Consultants, entrepreneurs, students, professionals in Oman found their own ways to keep themselves engaged during the lockdown.
‘We can’t help everyone, but everyone can help someone,’ seemed to be the motto of French woman Cécilia Pitré," a sustainable lifestyle consultant.
Self-isolated in her Muscat home, Cecilia practiced art at her MQ studio and has started packing her baggage towards her next move to Saudi Arabia.
During Ramadhan, she encouraged each one to contribute their bit and used the lockdown to be kind and generous.
As a first step, Cecilia didn’t think twice before moving 45km from Muscat to Sifah, helping the expatriates with required food supplies. “We are all in the same situation, but not with the same privileges,” she says and contributed her foremost for devoting their bit.
Cecilia also started disseminating awareness of a clean environment. She follows reuse and recycle at home and work making it plastic-free, collecting plastic cans and non-degradable garbage.
For Rebecca Mayston, Manager and Expedition Leader, at The Guide Oman, it was a devastating fast end to the season.
In her 11 years in Oman, this Kiwi expatriate has never spent so much time at home and often wondered why she paid rent as she spent more time in her jeep.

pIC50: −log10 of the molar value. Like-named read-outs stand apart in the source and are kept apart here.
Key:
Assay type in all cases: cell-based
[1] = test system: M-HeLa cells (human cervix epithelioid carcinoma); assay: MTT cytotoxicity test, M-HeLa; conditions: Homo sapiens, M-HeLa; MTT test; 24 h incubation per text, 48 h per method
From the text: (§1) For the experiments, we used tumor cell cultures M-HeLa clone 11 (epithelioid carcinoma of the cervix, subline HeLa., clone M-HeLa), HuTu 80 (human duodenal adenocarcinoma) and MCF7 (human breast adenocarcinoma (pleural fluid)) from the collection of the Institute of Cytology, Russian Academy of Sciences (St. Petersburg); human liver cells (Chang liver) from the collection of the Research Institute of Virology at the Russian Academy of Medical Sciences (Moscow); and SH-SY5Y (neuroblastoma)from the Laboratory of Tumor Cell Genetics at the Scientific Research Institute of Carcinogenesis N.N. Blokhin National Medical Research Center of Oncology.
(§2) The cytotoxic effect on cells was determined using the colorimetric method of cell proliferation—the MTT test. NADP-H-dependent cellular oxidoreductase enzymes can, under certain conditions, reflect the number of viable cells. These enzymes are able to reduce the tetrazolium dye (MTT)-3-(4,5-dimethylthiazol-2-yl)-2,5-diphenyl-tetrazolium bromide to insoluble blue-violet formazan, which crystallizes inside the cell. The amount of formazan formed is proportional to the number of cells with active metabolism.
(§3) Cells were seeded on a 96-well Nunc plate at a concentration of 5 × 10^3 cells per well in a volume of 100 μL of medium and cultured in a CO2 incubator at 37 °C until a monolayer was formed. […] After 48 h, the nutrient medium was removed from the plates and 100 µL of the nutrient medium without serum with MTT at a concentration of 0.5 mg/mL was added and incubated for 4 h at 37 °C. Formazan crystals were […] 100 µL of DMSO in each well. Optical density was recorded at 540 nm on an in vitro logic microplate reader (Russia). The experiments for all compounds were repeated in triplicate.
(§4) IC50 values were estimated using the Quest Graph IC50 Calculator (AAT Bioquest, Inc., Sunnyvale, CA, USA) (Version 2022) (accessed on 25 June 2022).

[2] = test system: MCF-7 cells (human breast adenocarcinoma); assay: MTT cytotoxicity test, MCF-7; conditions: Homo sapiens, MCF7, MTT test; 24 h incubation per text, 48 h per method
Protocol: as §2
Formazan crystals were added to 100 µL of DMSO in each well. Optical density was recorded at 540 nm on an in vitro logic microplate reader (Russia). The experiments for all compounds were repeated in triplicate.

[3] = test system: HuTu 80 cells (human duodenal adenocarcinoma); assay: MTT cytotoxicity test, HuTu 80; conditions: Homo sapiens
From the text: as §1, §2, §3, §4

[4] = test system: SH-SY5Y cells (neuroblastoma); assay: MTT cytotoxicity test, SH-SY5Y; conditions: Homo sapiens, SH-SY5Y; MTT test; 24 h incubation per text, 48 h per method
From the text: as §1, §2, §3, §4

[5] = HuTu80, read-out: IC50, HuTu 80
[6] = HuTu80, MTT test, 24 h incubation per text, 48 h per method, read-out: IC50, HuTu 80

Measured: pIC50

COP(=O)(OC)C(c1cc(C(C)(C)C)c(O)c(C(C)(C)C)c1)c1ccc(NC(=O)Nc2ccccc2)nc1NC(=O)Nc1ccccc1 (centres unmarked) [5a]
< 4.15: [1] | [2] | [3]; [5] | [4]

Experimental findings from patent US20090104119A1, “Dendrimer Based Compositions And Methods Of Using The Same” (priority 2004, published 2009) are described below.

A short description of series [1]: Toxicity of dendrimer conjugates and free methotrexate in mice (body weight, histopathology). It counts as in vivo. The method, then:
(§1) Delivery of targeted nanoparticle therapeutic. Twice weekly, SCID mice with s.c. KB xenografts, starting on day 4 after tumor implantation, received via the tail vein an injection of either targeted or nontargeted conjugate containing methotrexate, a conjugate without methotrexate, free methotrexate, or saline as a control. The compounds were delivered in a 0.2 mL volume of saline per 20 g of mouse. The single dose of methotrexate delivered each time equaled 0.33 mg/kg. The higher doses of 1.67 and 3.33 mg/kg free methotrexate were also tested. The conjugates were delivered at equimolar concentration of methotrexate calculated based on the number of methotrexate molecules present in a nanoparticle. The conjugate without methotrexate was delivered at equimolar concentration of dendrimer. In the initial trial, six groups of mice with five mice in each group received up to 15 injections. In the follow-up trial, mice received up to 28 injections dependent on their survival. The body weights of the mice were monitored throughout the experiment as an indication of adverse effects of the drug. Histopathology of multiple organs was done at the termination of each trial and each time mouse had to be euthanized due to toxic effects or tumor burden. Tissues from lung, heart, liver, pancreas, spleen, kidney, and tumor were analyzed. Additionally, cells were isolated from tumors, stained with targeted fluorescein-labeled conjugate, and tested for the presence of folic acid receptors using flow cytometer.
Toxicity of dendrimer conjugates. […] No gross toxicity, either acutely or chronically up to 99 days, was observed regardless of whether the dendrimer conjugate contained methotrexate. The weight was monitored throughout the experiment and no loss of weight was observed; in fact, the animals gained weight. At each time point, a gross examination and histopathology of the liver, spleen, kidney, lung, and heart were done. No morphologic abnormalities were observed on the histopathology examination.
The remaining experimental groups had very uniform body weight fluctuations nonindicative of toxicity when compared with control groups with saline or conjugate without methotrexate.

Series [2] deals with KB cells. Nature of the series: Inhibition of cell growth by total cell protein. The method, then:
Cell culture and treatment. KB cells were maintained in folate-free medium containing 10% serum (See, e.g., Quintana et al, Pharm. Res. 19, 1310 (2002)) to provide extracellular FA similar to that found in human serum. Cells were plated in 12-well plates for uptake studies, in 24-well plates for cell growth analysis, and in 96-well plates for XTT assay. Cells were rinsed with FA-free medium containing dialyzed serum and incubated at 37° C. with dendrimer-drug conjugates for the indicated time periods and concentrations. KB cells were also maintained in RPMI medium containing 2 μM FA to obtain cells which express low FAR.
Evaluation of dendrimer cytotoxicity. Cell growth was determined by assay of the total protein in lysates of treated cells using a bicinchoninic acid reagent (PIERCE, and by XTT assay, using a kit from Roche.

“The lockdown dramatically changed that and I had to find new ways to occupy myself and keep our team and customers connected and entertained.”
The situation threw many people into a tailspin, especially those in the midst of enjoying the great outdoors like for this travel addict who is used to spending weekends out camping, exploring, and adventuring.
“Art helped to keep my brain occupied and got me back revisiting activities that I previously greatly enjoyed. Creativity has a great way of calming the mind, and a 21-day drawing challenge kick-started the action.”
Installing new habits was a big addition, as her day included exercise, reading, or keeping connected with family in New Zealand and the UK.
For Russian student Ekaterina Shubenok from British School Muscat and Lebanese Julia Nasser from ABA it was a lifetime achievement. Both of them scooped third positions at the Caspi Art Competitions (Turkey), an international piano competition conducted online due to the COVID-19 pandemic.
They managed to use music as a motivating mechanism and stayed safe.
Both students of Dr. Saida Khalilova’s Muscat Music & Art Academy, Ghala Heights, adapted by coming up with different ways to continue practicing and polishing their skills.
Julia is excited as she practices more difficult pieces like Chopin Nocturne and Beethoven Sonata No 8 in C minor, Op13 for her next competition in Florida this September.